Abandoned: the Prairie House Motel

I stayed at the Prairie House Motel in 1993. My parents wanted a vacation, and being under 18, I got packed along for the ride. My father and I were charged with planning the vacation and making the arrangements. I’m pretty sure he chose Spring Green because of the American Player’s theater – which we missed, as we went during one of the theater’s “dark” periods – and  because of its proximity to Frank Lloyd Wright stuff. My parents recognized I had a knack for finding good values and making good investments (the knack I still have, though the means is something I’m still working on) so Dad charged me with picking the hotel.

The Prairie House was one of three motels I recommended. I may be imagining this, but I vaguely recall Dad telling me not to let my mother know I had a hand in the choice.

I remember well my mother’s reaction to Prairie House. When we pulled up outside, it was brown, looked like clapboard, and emitted a whiff of the seedy. My mother had a fit. She blamed Dad for a horrible choice, predicted cockroaches and regretted letting Dad make any decisions at all – in between guilt tripping me for ordering a side dish at a restaurant two days before, conveniently forgetting that when I went to restaurants with my parents, I paid my own way unless my grandparents were present.

Then Dad emerged with the keys, and we wandered into the room, and Alice’s persona changed. The patter of constant bitching stopped, and she marveled.  We were given a corner room, and the design of it was amazing, with dimensions and upkeep that contradicted its seedy exterior. She was amazed, and after partaking of the motel’s community aspects, had to concede that we’d gotten a darned good deal.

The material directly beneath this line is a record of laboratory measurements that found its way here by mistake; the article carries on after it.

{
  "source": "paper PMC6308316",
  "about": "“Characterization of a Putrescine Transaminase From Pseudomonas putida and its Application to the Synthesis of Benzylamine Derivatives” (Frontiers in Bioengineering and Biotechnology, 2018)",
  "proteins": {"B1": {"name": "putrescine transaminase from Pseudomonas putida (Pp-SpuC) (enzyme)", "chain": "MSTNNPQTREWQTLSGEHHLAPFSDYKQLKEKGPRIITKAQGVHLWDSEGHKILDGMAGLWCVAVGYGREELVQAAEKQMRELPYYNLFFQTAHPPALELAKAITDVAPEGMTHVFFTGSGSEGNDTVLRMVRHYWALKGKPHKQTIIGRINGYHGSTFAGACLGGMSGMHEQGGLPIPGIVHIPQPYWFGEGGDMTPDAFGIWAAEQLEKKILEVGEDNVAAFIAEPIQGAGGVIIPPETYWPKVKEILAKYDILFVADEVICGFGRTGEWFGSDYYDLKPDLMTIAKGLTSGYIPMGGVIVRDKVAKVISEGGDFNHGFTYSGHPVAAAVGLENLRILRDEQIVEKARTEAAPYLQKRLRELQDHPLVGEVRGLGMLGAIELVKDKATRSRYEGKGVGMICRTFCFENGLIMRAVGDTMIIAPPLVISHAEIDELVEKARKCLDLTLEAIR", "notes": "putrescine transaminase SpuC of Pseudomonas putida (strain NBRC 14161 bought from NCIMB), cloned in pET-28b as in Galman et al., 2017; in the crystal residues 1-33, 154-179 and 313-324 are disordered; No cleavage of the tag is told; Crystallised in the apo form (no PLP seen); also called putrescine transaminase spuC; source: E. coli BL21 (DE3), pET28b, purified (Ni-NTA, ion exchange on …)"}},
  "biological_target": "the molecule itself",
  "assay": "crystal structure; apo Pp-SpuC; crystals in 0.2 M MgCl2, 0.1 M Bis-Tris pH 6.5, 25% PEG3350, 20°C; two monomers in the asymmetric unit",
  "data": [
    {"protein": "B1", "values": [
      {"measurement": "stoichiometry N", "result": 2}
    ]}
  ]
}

I returned to Spring Green several years later with my graduate school work partner. We needed a break, and I had found the area deeply restorative. We too missed American Players’ theater, but we didn’t care.  We were just having a good time. I opted for the Round Barn Inn , next door to the Prairie House. It had a pool.

Cue to this year, when Mike and I stayed at the Usonian. As we passed the Prairie House, I realized it was abandoned. A little fishing and I found out there was a flood that shut down the motel – and that led to the strangest of strange abandonment.

One night, we stopped because I just had to see what became of the place. I had intended only to get an across the street shot, but since Mike pulled right on into the lot, I decided to take the opportunity to nose around in more detail. It was strange.

Spots were overgrown, and yet signs of life circled around the motel still. It looked as though someone left, intending to be gone only for a moment, and then never returned. It was vaguely haunting, in the form of someone showing up for a beer and leaving the pack, in the style of abandoned flip flops, in the form of unmade beds in still-complete motel rooms.

I half expected to see a post-it note saying “back soon!”

This was a tragedy, a great financial loss – and there’s a chance that the motel will actually recover from this. Yet it felt so strange, and so haunted by things familiar, lifelike and recent.

I wondered about squatters – many towns we passed through on the way to Spring Green showed signs of the current economic struggle, and since tourism follows agriculture in the area, I had to wonder what the flood and the loss of Prairie House did to the town. I wondered too about squatters, but Mike didn’t seem to think that was likely.